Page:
When introducing the presidential forum at Saddleback Church last month, Rick Warren noted that the separation of church and state does not mean the separation of faith and politics. He was right about that. Warren or any other pastor is entitled—as the government is not—to ask Barack Obama and John McCain about their faith in Jesus and to judge them accordingly.
A veteran of Democratic Party politics and a former aide to representatives Nancy Pelosi (D., Calif.) and James Clyburn (D., S.C.), Burns Strider was senior adviser and director of faith-based outreach for Hillary Clinton’s 2008 presidential campaign.
A New Testament scholar at Vanderbilt University Divinity School has been nominated to become senior minister of New York’s Riverside Church, one of the nation’s most prestigious pulpits. Brad R. Braxton would succeed James A. Forbes, who served at Riverside 18 years until his retirement last year.
With a California megachurch as the setting for their first joint campaign appearance, Republican John McCain gave crisp, campaign-tested responses, and Democrat Barack Obama offered nuanced replies to questions on religion, character, leadership and public policy.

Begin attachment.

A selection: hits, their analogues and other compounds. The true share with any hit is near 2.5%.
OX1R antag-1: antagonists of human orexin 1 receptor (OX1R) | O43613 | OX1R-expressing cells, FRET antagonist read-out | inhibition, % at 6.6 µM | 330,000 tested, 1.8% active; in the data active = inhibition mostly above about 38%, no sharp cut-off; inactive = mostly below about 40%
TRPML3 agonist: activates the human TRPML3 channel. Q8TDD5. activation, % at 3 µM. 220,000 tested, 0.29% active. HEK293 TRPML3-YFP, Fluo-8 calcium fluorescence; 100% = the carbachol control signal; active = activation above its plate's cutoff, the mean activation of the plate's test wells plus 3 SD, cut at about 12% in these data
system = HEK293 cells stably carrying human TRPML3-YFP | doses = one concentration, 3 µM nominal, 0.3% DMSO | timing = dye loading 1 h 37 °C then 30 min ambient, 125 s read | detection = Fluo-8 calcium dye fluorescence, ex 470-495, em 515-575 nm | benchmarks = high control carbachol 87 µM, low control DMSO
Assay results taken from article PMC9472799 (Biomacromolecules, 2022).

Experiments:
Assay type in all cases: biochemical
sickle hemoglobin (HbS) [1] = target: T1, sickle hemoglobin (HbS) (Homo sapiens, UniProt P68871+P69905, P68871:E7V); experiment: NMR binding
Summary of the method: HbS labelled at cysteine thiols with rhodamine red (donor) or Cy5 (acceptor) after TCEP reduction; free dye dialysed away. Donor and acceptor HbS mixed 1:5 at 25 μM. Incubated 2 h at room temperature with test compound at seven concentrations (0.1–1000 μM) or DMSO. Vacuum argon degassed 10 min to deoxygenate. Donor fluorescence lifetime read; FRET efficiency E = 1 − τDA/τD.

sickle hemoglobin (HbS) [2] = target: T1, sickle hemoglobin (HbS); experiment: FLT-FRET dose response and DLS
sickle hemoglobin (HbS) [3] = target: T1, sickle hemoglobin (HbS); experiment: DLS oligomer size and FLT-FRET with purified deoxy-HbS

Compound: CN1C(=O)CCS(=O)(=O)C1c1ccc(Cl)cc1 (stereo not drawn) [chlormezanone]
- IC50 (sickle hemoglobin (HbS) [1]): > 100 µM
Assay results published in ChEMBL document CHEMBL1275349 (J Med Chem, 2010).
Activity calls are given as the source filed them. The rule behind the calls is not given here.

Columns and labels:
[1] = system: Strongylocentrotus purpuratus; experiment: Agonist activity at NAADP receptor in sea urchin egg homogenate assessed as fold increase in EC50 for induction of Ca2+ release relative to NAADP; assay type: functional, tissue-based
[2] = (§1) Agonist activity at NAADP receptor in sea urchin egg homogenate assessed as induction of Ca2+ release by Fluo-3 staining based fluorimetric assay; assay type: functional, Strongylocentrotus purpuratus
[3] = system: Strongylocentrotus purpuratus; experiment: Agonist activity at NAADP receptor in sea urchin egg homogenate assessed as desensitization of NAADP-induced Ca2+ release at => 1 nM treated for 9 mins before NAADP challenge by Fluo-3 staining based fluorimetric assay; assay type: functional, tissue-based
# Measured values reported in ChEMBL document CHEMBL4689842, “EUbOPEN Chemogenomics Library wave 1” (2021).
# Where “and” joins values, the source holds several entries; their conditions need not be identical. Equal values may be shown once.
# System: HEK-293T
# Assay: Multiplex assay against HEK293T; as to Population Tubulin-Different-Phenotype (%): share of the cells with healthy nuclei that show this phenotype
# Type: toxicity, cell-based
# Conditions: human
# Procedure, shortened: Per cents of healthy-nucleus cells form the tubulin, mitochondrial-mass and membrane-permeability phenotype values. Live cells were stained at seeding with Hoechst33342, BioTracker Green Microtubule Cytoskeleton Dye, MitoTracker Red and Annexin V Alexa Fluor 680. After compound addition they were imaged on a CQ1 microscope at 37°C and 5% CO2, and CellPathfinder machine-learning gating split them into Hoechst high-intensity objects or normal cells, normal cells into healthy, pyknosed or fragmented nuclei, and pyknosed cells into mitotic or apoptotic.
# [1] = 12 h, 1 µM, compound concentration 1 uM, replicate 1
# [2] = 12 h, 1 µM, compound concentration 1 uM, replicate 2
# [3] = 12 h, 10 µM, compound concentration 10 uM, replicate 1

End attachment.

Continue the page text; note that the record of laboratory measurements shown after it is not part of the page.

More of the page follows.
Democratic senator Barack Obama admitted to a recent journalists’ conference in Chicago that correcting assertions and rumors that he is a Muslim has him cornered in a “no-win situation” in his race for the White House.
Black public figures seem to fall into one of two categories: they either project a militant resistance to white racism and its pervasive legacy or a generous willingness to look past that tortured history for the sake of an interracial future. Choose your model: W. E. B. DuBois or Booker T. Washington?
Adopting a federal program criticized strongly by some liberals, Senator Barack Obama says he would expand and improve President Bush’s initiative to fund religious charities and community ministries and make it central to his administration should he reach the White House.
Only days after Barack Obama resumed his presidential campaign wearing the label of “presumptive Democratic nominee,” the Illinois senator invited a number of evangelical leaders to a private meeting with him in Chicago. The off-the-record session grew to include mainline Protestants and Roman Catholics.